What fun! An ice cream cone garden! This one is growing a green bean!
Adopt A Guinea Pig Month! Piglets are wonderful first pets. They are affectionate and love attention.
Just do an internet search for guinea pig rescues to find one near you!
Welcome March! Here in southern Indiana, March heralds lengthening days, warm weather, blooming crocus and daffodils. It’s also a time to think about planning gardens and starting seeds. Gardens are, I think, a way to spend constructive time with our kids, digging in the soil while talking of the tasty harvest to come.
As a youngster, I spent every week long spring break with my maternal grandmother on her farm. That time spent tromping through the cow pasture, visiting the small pond ringed with fuzzy cattails, gathering eggs and preparing them for sale to the ‘egg man’ who drove his weekly route picking up fresh eggs and delivering them to local markets.
But perhaps my fondest memory is that of ‘making garden’. Living on a large farm, cleaning and cooking for her husband and six children, not to mention feeding the farmhands two meals a day….left her little leisure time. And my Ma’maw did love to garden! By the time I came along, the farm chores had been taken over by relatives and Ma’maw had her garden time. Which takes us to my yearly spring visits and making garden.
Ma’maw would gather her seeds saved from the previous year’s harvest, grab tools out of the shed and away we would go to her large garden plot. Turning the soil, raking it smooth and with hoe in hand, carefully cut a straight furrow in the soft earth. We planted sweet corn, tomatoes, squash, pumpkins, green beans, always finishing with a long row of flowers, zinnias, marigolds and sunflowers. Making garden was the highlight of the week, for both my grandmother and me!
However, one year was unseasonably cold, much too cold to plant seeds. My grandmother was nothing if not determined, she rummaged around and found a huge metal tub, marched to the shed for a shovel and proceeded to fill that old metal tub with cold, wet soil. She then hauled that tub back to the kitchen, turned the oven on full blast and set that container of soil as close as possible to the hot air blasting from the oven. Over the hours, she stirred soil and turned the pan until the dirt was warmed through. Turning with a triumphant look she said, “NOW, we will make garden!” Yes, my Ma’maw was one determined lady!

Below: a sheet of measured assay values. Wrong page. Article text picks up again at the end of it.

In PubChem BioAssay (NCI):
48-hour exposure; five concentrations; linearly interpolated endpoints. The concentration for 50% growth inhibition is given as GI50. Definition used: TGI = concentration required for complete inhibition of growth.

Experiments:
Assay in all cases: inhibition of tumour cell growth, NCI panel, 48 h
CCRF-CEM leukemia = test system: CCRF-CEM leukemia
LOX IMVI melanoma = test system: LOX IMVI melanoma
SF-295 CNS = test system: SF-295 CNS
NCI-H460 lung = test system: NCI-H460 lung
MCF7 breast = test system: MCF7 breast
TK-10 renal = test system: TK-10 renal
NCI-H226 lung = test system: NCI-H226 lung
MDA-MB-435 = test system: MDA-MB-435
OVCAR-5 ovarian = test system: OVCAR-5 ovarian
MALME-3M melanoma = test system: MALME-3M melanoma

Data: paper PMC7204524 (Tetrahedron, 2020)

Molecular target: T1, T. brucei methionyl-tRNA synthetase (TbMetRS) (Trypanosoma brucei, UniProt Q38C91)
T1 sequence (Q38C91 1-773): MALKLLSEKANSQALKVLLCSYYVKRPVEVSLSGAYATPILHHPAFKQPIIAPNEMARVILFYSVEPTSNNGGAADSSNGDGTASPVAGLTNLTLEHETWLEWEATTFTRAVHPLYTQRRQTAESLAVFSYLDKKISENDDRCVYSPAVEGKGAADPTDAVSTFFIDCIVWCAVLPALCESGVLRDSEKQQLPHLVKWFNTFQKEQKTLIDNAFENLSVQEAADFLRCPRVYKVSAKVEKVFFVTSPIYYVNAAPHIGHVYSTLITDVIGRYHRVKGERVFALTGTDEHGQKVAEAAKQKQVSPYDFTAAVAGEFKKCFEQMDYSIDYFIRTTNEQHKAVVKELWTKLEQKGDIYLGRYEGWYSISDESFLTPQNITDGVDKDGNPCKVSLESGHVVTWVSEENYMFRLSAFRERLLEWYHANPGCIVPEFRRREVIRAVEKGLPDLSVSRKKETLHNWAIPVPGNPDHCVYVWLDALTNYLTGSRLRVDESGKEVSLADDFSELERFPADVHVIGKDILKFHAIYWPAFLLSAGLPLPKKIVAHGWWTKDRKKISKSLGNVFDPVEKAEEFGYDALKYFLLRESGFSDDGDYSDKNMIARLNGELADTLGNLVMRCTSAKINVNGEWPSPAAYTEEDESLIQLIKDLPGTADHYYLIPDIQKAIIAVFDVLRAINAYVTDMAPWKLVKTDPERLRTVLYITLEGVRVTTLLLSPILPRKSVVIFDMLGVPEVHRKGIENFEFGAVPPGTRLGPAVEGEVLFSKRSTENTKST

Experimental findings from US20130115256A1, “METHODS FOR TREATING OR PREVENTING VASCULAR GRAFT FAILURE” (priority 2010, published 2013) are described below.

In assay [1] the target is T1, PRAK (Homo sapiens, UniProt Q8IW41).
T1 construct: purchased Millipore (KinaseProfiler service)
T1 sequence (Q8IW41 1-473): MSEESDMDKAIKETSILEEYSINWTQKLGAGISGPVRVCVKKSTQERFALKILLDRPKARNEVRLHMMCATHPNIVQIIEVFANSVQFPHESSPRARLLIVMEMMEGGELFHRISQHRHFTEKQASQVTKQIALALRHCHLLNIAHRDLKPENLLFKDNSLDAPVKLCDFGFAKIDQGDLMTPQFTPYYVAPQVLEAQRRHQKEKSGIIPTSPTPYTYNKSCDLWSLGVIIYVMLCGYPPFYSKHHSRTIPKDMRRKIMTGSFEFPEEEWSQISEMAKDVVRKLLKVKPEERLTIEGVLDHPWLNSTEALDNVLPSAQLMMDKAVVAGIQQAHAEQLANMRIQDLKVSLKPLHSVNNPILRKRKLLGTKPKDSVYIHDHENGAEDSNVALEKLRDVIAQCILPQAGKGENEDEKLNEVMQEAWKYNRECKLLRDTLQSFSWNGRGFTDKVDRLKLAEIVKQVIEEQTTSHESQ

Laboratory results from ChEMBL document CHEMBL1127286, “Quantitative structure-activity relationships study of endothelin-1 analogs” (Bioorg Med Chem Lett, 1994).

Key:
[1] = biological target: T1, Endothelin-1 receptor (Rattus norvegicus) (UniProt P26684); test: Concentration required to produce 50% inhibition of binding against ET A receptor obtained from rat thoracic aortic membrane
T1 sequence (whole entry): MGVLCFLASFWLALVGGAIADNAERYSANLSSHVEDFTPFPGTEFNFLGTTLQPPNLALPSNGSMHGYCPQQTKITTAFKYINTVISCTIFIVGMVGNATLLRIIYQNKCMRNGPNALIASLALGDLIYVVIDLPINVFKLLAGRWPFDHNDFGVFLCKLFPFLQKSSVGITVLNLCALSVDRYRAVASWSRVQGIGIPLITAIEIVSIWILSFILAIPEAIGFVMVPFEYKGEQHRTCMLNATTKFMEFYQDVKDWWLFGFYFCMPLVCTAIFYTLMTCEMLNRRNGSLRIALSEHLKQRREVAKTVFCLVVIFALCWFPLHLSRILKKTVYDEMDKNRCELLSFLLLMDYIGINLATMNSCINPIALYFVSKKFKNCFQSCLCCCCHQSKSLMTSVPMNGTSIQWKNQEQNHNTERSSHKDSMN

From some magical cupboard (in my eyes at least), she produced small paper cups that we proceeded to fill with warm soil and then plant our seeds. I remember those moments more than any other, the closeness, the camaraderie, and the special time that was just for us.
All those years ago, I never realized the important lessons learned while gardening with my grandmother. I remember, at my Ma’maw’s direction, counting the correct number of seeds to plant. I remember the feel of the seeds in my small hands….how some were large and round, kidney shaped, smooth or rough. Some seeds were tiny, tiny and difficult to hold on to. I remember the smell and feel of warm soil, my grandma telling how the dirt must be warm for seeds to sprout and they must be watered with access to sunlight in order to grow successfully. We talked about the length of germination time and how some plants are different than others. Talk about the School of Life! It taught me about responsibility, healthy eating, it built self-confidence while teaching me planning skills.
Want to have the same experience with your littles? All it takes is a few easy steps. No worries if you don’t have a large garden plot, container gardening is fun and easy, here’s a list of supplies you will need…..you will need a bag of dirt, seeds and planting containers.
Plant Your Seeds!
Purchase a bag of potting soil. Include the kids in choosing seeds, if your garden will be in containers, choose dwarf varieties of vegetables and flowers. My suggestions for quick sprouting or familiar plants are as follows: tomatoes, green beans, peas, lettuce, radishes and spinach.
Next, get your planting containers prepared. You can use small paper cups or for a fun twist, ice cream cone cups are great starter pots (see photo at left). An added bonus is that, when the time is right, these biodegradable pots can be planted directly into the garden!
Plant your seeds following package directions and setting them in a waterproof tray, set the whole thing in a partially sunny (not hot) spot. I would suggest planting the radishes and lettuce quite thickly as you can begin to harvest when they are quite small and, when thoroughly cleaned, are a peppy addition to salads and sandwiches.
Now the fun begins! The kids will be watching eagerly for the green sprouts to push through the soil and begin to grow. Once the plants are a couple of inches tall, they can be transferred to your garden plot or into a container.
With a little care, you will enjoy the bounty of your garden all summer long. Happy planting!! 'See' you next month!
Jeanna Billings is an Animal Communicator serving an international clientele, a Reiki Master and a Certified Crystal Healer. She volunteered for many years with humane societies and animal rescues, serving as a Board Director, Adoption Counselor and Humane Educator. She currently teaches animal communication classes and provides private consultations. She lives in Indiana with her husband, three dachshunds, two cats and a very chatty parakeet. You can find her online at www.ShamansSpirit.net .